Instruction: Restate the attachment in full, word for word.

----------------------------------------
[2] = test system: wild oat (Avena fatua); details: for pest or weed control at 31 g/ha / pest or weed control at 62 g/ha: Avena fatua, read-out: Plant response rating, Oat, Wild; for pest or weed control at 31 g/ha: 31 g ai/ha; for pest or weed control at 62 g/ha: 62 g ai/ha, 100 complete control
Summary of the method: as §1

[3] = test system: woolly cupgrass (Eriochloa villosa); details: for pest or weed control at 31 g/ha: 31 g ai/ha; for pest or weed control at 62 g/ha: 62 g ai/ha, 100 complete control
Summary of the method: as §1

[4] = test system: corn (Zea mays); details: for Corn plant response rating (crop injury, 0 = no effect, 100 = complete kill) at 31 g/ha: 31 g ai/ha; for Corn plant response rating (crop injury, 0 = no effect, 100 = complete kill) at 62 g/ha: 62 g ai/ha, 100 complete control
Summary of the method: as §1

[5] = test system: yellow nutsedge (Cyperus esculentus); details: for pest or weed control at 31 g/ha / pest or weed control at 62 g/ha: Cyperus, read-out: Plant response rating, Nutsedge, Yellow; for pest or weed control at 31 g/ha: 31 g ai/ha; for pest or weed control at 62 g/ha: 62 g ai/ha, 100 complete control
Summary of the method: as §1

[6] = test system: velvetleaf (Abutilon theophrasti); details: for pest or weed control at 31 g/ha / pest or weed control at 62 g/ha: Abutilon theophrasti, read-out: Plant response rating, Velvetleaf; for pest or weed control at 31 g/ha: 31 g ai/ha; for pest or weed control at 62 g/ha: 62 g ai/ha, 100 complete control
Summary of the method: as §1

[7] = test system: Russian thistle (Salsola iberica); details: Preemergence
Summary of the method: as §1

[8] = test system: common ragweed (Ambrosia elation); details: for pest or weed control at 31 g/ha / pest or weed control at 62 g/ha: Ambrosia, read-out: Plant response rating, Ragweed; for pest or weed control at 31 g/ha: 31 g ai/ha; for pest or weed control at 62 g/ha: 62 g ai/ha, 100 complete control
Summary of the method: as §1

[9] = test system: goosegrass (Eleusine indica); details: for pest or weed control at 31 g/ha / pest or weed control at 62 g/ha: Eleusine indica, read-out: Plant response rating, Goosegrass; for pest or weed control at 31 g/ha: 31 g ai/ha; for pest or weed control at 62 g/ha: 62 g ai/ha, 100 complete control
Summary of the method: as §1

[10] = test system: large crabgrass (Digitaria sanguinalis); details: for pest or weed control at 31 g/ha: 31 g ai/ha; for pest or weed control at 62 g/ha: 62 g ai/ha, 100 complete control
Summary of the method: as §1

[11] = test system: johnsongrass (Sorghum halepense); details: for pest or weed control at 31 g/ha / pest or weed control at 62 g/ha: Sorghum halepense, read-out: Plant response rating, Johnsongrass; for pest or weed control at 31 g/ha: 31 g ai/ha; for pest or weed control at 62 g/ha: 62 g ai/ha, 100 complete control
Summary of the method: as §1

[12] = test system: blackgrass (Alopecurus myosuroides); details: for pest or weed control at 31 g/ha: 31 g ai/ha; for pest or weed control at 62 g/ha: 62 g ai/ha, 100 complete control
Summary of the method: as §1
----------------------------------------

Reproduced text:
[2] = test system: wild oat (Avena fatua); details: for pest or weed control at 31 g/ha / pest or weed control at 62 g/ha: Avena fatua, read-out: Plant response rating, Oat, Wild; for pest or weed control at 31 g/ha: 31 g ai/ha; for pest or weed control at 62 g/ha: 62 g ai/ha, 100 complete control
Summary of the method: as §1

[3] = test system: woolly cupgrass (Eriochloa villosa); details: for pest or weed control at 31 g/ha: 31 g ai/ha; for pest or weed control at 62 g/ha: 62 g ai/ha, 100 complete control
Summary of the method: as §1

[4] = test system: corn (Zea mays); details: for Corn plant response rating (crop injury, 0 = no effect, 100 = complete kill) at 31 g/ha: 31 g ai/ha; for Corn plant response rating (crop injury, 0 = no effect, 100 = complete kill) at 62 g/ha: 62 g ai/ha, 100 complete control
Summary of the method: as §1

[5] = test system: yellow nutsedge (Cyperus esculentus); details: for pest or weed control at 31 g/ha / pest or weed control at 62 g/ha: Cyperus, read-out: Plant response rating, Nutsedge, Yellow; for pest or weed control at 31 g/ha: 31 g ai/ha; for pest or weed control at 62 g/ha: 62 g ai/ha, 100 complete control
Summary of the method: as §1

[6] = test system: velvetleaf (Abutilon theophrasti); details: for pest or weed control at 31 g/ha / pest or weed control at 62 g/ha: Abutilon theophrasti, read-out: Plant response rating, Velvetleaf; for pest or weed control at 31 g/ha: 31 g ai/ha; for pest or weed control at 62 g/ha: 62 g ai/ha, 100 complete control
Summary of the method: as §1

[7] = test system: Russian thistle (Salsola iberica); details: Preemergence
Summary of the method: as §1

[8] = test system: common ragweed (Ambrosia elation); details: for pest or weed control at 31 g/ha / pest or weed control at 62 g/ha: Ambrosia, read-out: Plant response rating, Ragweed; for pest or weed control at 31 g/ha: 31 g ai/ha; for pest or weed control at 62 g/ha: 62 g ai/ha, 100 complete control
Summary of the method: as §1

[9] = test system: goosegrass (Eleusine indica); details: for pest or weed control at 31 g/ha / pest or weed control at 62 g/ha: Eleusine indica, read-out: Plant response rating, Goosegrass; for pest or weed control at 31 g/ha: 31 g ai/ha; for pest or weed control at 62 g/ha: 62 g ai/ha, 100 complete control
Summary of the method: as §1

[10] = test system: large crabgrass (Digitaria sanguinalis); details: for pest or weed control at 31 g/ha: 31 g ai/ha; for pest or weed control at 62 g/ha: 62 g ai/ha, 100 complete control
Summary of the method: as §1

[11] = test system: johnsongrass (Sorghum halepense); details: for pest or weed control at 31 g/ha / pest or weed control at 62 g/ha: Sorghum halepense, read-out: Plant response rating, Johnsongrass; for pest or weed control at 31 g/ha: 31 g ai/ha; for pest or weed control at 62 g/ha: 62 g ai/ha, 100 complete control
Summary of the method: as §1

[12] = test system: blackgrass (Alopecurus myosuroides); details: for pest or weed control at 31 g/ha: 31 g ai/ha; for pest or weed control at 62 g/ha: 62 g ai/ha, 100 complete control
Summary of the method: as §1